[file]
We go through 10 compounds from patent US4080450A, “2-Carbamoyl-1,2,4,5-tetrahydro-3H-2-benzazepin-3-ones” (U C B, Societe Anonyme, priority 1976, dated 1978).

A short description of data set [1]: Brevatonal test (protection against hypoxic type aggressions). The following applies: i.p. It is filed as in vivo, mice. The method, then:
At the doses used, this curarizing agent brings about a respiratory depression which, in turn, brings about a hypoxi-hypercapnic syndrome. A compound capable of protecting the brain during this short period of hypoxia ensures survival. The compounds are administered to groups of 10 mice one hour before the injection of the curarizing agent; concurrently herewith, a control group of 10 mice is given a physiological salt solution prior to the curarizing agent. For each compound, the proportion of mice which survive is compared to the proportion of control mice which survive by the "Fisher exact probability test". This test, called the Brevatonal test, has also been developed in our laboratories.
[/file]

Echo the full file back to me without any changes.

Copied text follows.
We go through 10 compounds from patent US4080450A, “2-Carbamoyl-1,2,4,5-tetrahydro-3H-2-benzazepin-3-ones” (U C B, Societe Anonyme, priority 1976, dated 1978).

A short description of data set [1]: Brevatonal test (protection against hypoxic type aggressions). The following applies: i.p. It is filed as in vivo, mice. The method, then:
At the doses used, this curarizing agent brings about a respiratory depression which, in turn, brings about a hypoxi-hypercapnic syndrome. A compound capable of protecting the brain during this short period of hypoxia ensures survival. The compounds are administered to groups of 10 mice one hour before the injection of the curarizing agent; concurrently herewith, a control group of 10 mice is given a physiological salt solution prior to the curarizing agent. For each compound, the proportion of mice which survive is compared to the proportion of control mice which survive by the "Fisher exact probability test". This test, called the Brevatonal test, has also been developed in our laboratories.